Rice met with local officials during her brief trip to the capital city, but did not hold separate meeting with the KRG, leading some observers to speculate she was sending a message to the Kurds over their designs for Kirkuk. Rice reportedly told local leaders in a closed meeting that the United States supports the UN proposal for a six-month extension and called on local leaders to find a political solution to Kirkuk, Governorate Council member Ahmad al-Askari told the website PUK media. "It is an important province for the future of Iraq, for a democratic Iraq, an Iraq that can be for all people," AP quoted Rice as saying ahead of the meeting.
In a press conference alongside de Mistura on December 18, Rice told reporters that the UN is well-placed "to provide the kind of technical expertise and technical efforts that are needed to help [the people of Kirkuk] move forward." Rice said she was pleased with the UN decision "to help the people [of Kirkuk] to resolve some of the differences that they have there, to look at the questions of the – a way forward so that all Iraqis in the Kirkuk province can feel that they have a future in the new Iraq."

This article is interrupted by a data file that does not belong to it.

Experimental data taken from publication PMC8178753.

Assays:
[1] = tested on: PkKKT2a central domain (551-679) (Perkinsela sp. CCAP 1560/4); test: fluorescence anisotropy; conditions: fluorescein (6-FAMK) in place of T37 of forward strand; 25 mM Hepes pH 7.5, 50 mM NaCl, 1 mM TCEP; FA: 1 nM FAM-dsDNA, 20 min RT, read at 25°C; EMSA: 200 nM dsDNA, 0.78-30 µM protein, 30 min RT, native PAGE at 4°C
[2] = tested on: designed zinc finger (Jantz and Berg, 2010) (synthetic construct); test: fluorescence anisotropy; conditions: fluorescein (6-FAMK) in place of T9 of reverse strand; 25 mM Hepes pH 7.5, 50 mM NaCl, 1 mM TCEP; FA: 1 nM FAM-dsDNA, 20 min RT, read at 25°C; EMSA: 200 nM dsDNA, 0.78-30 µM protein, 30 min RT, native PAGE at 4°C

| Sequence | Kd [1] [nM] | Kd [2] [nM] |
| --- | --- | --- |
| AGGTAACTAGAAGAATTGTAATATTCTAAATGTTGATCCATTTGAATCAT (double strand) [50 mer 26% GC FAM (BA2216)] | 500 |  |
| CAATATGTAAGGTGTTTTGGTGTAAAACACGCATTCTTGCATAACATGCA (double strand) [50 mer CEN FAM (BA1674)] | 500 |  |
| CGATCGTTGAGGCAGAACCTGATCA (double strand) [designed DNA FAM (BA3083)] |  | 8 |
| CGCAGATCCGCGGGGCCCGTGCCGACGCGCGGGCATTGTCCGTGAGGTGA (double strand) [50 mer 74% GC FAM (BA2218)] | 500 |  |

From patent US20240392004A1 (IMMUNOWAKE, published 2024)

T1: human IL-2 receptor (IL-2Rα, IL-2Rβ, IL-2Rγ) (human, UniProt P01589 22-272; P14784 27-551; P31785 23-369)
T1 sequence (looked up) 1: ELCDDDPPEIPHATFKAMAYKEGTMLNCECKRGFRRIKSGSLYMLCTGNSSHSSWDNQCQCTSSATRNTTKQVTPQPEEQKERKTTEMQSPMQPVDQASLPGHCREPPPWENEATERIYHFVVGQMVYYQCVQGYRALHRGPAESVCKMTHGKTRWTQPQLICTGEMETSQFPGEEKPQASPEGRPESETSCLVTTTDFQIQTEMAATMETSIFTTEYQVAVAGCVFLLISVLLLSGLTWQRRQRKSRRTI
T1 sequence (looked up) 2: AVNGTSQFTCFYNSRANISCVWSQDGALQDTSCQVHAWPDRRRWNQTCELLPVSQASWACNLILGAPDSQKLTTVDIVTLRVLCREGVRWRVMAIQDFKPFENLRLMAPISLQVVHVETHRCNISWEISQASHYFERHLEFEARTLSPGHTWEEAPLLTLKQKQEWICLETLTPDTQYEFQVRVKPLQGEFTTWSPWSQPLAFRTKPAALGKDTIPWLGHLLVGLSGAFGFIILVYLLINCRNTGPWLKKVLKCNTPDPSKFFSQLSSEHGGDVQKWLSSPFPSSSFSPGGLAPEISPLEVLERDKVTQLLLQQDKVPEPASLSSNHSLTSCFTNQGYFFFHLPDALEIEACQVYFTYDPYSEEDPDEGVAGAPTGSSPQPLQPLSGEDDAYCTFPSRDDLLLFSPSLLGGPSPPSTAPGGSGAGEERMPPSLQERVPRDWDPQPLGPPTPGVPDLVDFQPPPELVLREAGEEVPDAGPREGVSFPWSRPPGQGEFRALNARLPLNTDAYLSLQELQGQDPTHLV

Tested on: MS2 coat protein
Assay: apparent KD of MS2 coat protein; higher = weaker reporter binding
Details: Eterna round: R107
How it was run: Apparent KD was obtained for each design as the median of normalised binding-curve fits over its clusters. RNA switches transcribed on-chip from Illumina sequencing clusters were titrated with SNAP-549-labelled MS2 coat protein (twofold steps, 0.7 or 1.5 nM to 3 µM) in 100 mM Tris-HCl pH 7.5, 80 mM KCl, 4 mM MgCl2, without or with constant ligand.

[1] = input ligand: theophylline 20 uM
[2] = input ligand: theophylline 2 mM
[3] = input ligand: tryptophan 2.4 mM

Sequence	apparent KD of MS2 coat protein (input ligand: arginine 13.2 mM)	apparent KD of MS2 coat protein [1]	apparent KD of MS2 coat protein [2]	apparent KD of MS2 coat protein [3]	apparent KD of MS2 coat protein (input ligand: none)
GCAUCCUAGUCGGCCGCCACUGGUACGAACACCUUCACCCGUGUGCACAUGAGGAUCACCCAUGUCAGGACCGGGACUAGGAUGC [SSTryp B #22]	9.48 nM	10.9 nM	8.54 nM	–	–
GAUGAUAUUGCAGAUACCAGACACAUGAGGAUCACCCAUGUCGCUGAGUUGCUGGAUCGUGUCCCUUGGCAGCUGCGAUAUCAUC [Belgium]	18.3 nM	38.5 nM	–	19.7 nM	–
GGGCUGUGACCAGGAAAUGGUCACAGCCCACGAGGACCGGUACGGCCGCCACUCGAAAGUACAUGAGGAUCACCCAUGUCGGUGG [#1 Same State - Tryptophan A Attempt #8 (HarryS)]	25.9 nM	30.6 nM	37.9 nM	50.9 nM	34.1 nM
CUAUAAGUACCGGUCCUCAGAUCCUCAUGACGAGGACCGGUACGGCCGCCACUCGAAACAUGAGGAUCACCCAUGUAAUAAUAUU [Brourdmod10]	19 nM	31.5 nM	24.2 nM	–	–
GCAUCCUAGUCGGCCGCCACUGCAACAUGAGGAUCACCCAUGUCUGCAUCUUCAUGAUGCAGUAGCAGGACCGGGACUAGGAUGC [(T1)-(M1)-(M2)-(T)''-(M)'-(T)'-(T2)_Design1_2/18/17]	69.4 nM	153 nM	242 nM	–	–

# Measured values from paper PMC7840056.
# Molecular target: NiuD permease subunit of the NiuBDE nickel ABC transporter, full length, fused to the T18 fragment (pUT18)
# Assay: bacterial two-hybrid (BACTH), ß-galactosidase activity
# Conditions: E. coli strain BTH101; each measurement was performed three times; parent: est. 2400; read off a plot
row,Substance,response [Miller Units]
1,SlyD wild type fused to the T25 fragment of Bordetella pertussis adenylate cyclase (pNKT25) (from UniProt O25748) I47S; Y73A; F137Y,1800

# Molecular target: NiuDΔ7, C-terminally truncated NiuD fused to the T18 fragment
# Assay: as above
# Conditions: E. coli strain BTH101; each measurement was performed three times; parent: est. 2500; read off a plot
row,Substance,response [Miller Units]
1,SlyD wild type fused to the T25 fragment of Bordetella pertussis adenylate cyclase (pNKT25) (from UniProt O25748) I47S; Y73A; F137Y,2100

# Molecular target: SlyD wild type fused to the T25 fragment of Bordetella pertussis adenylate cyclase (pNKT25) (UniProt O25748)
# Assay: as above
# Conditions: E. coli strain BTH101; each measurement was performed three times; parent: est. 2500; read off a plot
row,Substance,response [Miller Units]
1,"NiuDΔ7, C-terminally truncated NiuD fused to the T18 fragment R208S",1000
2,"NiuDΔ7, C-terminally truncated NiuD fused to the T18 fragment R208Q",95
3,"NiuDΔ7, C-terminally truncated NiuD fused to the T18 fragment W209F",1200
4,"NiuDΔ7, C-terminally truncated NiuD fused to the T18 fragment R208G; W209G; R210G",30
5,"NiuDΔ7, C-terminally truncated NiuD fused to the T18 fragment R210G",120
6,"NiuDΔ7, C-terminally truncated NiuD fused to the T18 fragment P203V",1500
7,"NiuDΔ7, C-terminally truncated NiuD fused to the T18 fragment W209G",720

Kurds Need To Assuage Fears
While UN, U.S. and Iraqi leaders have contended the delay in implementing Article 140 is solely due to technical reasons, there is no question that many fear ethnic tensions in Kirkuk could erupt into extreme violence over implementation of the article. Shi'ite and Sunni Arabs across the country fear the KRG could one day seize Kirkuk's vast oil reserves – which under the constitution are the property of the central government – and declare independence from the rest of Iraq. Ongoing disputes between the KRG and Iraqi Oil Minister Husayn al-Shahristani over Kurdish rights to drill inside the Kurdish region only compound that fear.
Turkey, which supports Kirkuk's ethnic Turkoman population, also fears Kurds would use Kirkuk's wealth to declare independence from Iraq. Moreover, Turks fear, the establishment of a Kurdish state, would likely trigger political instability in Turkey's Kurdish-populated south, which has long-rallied for autonomy from Ankara.
If the UN is to guide Iraq's contesting parties to a resolution, it must push for greater dialogue among the parties. But perhaps more important, it must seek a resolution to outstanding issues such as the draft oil law, which delineates the rights and obligations of the parties in the sharing of Iraq's natural resources.